My friends and family were not bothered too by the way. Maybe I was smiling all the time; they thought I am generally a hyperactive boy and tend to be excited all the time. Back to the college years, I had overwhelming thoughts of piecing every sense of my life in order. I would plan my life ahead; 1) if I lived to my 30s, a premature death, what would I have to prepare, 2) If I lived to my 40s, 3) If I lived to my 50s 4) if I lived to my 60s,.. it went on to a scenario where I can be cryogenically kept frozen to live for centuries. YEA! TELL ME ABOUT IT. IT’S INSANE! And I’m all aware of it. But it took the whole day and night. And I’m still having my classes, assignments to be done, club meetings, teacher meetings, quizzes, tests, exams the whole college enchiladas. How on earth am I going to focus and put my energy when all I’m thinking is my mortality?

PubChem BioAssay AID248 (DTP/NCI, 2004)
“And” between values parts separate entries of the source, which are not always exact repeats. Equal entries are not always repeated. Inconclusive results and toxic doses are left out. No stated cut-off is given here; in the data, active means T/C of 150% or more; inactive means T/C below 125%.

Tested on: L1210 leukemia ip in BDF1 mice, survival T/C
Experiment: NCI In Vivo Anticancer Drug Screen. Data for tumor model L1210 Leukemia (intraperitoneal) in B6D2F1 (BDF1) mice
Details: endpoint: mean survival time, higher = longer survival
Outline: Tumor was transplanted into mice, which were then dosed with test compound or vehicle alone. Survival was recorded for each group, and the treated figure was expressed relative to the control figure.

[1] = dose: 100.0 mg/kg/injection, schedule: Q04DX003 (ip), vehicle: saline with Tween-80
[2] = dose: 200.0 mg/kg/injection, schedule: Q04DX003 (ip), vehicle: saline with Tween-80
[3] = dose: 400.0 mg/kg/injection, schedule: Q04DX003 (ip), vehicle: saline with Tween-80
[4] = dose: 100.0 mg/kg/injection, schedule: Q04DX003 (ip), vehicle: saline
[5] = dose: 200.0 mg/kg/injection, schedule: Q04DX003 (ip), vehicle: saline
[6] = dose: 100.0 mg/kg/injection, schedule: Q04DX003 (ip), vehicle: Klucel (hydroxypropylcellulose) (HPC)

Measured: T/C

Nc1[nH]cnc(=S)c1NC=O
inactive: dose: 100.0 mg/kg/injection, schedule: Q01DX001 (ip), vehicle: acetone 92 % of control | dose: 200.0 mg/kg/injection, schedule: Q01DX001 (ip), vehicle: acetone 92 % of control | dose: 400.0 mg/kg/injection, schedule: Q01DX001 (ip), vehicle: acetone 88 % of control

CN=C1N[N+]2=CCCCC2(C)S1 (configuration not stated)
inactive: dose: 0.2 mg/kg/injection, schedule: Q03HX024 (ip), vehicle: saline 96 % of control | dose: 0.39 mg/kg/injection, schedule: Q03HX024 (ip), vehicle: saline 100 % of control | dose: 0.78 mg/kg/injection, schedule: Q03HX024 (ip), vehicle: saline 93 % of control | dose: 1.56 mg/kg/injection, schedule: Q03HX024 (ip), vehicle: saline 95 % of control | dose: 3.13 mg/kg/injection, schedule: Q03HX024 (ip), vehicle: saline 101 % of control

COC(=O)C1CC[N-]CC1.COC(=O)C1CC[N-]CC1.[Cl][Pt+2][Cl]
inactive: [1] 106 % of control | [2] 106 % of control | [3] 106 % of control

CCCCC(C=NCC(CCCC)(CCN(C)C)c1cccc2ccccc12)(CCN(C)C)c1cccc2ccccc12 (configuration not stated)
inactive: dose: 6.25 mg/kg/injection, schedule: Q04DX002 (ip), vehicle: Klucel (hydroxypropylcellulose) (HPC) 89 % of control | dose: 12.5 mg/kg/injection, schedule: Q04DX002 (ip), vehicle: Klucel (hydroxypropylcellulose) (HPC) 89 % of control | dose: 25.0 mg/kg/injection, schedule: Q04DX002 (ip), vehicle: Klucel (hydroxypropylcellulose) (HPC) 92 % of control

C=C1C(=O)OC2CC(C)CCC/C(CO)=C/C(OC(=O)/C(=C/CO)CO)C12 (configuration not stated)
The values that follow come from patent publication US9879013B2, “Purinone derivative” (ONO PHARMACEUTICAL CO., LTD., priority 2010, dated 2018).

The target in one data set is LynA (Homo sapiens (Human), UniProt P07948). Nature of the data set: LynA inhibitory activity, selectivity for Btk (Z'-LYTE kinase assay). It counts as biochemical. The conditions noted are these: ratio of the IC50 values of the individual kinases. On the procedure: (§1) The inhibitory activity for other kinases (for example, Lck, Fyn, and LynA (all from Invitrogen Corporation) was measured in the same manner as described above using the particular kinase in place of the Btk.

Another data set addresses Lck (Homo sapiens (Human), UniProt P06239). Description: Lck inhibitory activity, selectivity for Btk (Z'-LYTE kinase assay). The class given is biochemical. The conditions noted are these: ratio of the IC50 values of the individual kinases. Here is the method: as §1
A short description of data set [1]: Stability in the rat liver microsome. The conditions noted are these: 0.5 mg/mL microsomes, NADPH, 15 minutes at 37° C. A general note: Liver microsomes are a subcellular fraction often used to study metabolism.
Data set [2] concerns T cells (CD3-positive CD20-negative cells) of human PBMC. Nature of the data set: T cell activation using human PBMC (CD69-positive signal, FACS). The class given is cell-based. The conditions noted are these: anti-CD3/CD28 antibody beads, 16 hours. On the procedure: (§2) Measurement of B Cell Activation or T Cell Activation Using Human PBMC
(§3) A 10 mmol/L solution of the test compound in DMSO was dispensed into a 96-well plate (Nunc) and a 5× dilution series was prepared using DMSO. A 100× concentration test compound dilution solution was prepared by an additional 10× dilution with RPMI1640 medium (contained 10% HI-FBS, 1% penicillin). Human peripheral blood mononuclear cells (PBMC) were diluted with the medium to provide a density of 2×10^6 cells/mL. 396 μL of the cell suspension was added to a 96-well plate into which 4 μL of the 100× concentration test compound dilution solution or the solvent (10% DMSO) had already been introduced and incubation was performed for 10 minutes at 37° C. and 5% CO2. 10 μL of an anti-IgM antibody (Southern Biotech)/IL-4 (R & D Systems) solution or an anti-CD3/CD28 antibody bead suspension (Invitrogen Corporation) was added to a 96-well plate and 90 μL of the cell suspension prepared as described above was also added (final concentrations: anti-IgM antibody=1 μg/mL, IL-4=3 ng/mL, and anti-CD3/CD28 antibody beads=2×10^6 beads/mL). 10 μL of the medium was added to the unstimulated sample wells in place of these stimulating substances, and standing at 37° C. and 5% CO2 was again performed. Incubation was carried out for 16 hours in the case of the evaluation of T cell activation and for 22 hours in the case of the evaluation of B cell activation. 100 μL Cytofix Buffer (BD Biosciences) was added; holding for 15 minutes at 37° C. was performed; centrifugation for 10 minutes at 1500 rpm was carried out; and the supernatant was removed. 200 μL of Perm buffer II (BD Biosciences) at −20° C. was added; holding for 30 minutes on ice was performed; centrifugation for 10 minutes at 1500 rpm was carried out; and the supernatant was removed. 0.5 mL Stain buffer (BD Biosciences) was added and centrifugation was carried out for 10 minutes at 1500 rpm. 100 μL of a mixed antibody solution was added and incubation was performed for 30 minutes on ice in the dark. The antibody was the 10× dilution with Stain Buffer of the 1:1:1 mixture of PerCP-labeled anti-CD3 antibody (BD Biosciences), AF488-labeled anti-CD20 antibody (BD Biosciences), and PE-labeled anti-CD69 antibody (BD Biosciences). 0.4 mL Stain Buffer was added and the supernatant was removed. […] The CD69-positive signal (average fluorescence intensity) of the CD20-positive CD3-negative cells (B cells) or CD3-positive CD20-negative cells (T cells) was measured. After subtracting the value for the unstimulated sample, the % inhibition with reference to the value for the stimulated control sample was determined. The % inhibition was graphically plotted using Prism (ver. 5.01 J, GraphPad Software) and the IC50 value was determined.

When I did manage to further my studies overseas, it didn’t help either. I remember getting my room organized it’s such a burdening task. One that I have to do. Especially if you’re sharing the room with someone else, even if it’s your best mate, it doesn’t help. They would be in their boiling point when what you do is making the bed, flip the mattress, only to remove the covers again, and redo it again. And it has to conform to the numbers said above.